People often comment on how I am always looking happy and never seem to be upset about anything. Truth to be told, I had my share of miserable period in life. But over the years, I have somehow magically discovered some secrets on how to be always happy. And I think it would be nice to share them during this stressful exam period. So here it goes 🙂
1. Be Grateful
I know this is easier said than done, but that’s okay. I didn’t start well either. In fact, I took things for granted for a very long time.
Back in China, I was everything that everyone wanted to be. Good grades, have good friends, liked by teachers. I took all of them as granted and I thought I deserve them. Then everything changed, when I embarked on my journey as a scholar to Singapore.
The CCA Story
I was not in a typical Co-Curricular Activity (CCA) like choir or orchestra that gives enough CCA points just by participation. I was in Infocomm Club, where each CCA point has to be earned by winning competitions. To make things worse, it was not a very active CCA with only optional sessions every few weeks. So there was a period of time when everyone was having their CCA sessions at 4pm, but I was sitting on the bus alone back to hostel because my CCA does not have regular meetings.
But then I took an important step. After countless hours of staring outside the window of bus 43 with emptiness in my eyes, I tried to accept the reality as it was. And that was when I started to appreciate that I was in a CCA that I actually had interest in. And at least I had the chance to join competitions. So why not treasure this opportunity and get something of out it?
The moment I realized just how fortunate I was, I started working very hard in every competition that I had chance to participate, and the positive loop just could not be stopped. If I won something, I would be grateful for the opportunity that I had to be able to participant. More often then not, I did not win anything, but I was still grateful for the experience that I got and the knowledge that I gained through the experience. In the end, I was more than happy about what I have achieved in my CCA.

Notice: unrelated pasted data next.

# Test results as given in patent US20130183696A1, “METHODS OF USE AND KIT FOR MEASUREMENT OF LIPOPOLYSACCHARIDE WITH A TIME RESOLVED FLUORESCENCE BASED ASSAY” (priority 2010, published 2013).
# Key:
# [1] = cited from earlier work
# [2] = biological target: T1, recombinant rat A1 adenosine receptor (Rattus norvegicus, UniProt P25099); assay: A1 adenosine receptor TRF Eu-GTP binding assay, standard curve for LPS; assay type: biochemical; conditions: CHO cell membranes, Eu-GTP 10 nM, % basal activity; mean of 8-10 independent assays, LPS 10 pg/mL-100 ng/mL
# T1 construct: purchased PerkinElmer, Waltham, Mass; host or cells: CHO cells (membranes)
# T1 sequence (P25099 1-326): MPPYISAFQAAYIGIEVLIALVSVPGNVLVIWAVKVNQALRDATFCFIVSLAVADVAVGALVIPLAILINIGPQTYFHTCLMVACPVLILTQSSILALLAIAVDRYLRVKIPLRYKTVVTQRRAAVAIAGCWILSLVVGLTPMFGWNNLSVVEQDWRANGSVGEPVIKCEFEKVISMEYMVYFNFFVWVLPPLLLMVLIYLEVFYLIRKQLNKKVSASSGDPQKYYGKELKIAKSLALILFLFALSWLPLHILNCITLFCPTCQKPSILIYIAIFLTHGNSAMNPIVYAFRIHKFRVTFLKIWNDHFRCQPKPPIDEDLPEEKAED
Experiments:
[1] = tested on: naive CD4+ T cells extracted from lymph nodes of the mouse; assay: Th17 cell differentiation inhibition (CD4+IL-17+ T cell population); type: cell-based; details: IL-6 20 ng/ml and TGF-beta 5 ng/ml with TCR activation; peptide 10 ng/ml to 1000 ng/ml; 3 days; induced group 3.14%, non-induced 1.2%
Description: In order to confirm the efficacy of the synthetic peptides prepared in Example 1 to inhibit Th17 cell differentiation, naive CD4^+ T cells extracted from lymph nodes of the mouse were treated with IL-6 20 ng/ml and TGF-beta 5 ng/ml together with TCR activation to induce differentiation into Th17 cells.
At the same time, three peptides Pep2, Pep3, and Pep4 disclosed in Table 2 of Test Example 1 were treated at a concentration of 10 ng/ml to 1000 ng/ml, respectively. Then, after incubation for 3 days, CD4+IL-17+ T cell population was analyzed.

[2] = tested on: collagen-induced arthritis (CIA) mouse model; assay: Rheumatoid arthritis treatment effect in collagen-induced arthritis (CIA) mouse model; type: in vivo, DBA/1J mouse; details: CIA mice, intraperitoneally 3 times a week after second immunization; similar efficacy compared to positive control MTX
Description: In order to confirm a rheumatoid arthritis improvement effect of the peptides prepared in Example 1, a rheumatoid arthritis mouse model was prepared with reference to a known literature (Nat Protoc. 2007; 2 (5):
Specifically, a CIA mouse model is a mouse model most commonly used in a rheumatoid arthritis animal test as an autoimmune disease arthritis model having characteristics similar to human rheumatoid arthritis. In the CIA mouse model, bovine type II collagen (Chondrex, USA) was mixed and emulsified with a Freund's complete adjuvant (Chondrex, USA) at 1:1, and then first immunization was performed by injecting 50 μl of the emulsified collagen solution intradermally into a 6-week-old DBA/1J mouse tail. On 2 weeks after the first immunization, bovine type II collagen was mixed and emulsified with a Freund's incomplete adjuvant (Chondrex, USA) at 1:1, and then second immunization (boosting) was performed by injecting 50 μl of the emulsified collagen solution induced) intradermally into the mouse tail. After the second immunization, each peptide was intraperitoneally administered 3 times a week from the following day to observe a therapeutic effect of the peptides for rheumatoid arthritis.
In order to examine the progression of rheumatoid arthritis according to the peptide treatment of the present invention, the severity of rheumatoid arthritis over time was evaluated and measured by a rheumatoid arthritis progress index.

The English Learning Story
I also faced a lot of inter-personal issues back in secondary school. In Sec3, due to my low proficiency in English, I couldn’t join the conversion with my local classmates. And I was no longer scoring top for each subject, so my old trick of getting friends by having good grades no longer works. To make things worse, my poor command of language turned me into an introvert.
In short I became a loner. But spending time alone allowed me to start appreciate things around me. Looking around me in the classroom, I came to the realization that I was surrounded by classmates who were constantly speaking English. Then I thought, shouldn’t I be grateful that I still had such a good environment to improve my English? So I spent more time listening to others talking, trying to decipher what they were saying. And I was glad to found out that my local classmates were friendly enough to explain to me what they were discussing and even teach me some Singlish phrases.
Once the positivity cycle started, it just kept on rolling. I started appreciating the vast amount of resource that I had. I had an iPod Touch, which can be so useful in learning English, there were so many good podcasts on iTunes that I was literally over-the-moon when I saw the list of episodes on The English We Speak and National Geographic. Those later became my routines during the bus journeys. I had access to the Internet, which is ultimate resource for learning. Why was I taking them for granted all these time? So after appreciating them, I became super guilty of what I have missed out and that motivated me to keep on learning and practising English. Bit by bit, I became more out-going and talkative, and my grades improved as well thanks to improvements in English in general. I couldn’t be happier about the outcome.
Alternatives vs Current Situation
Another way of becoming more grateful is considering the alternatives as well as making full use of the current situation. This is more applicable in daily activities.
In any situation, do not jump to the conclusion that the current situation is bad. Think about the what are the worse alternatives. Also appreciate the value of the current situation by thinking about possible benefits of the current situation.
For example, when you arrive at a bus stop and your bus just left. Instead of cursing, you could imagine many other possibilities that are worse off: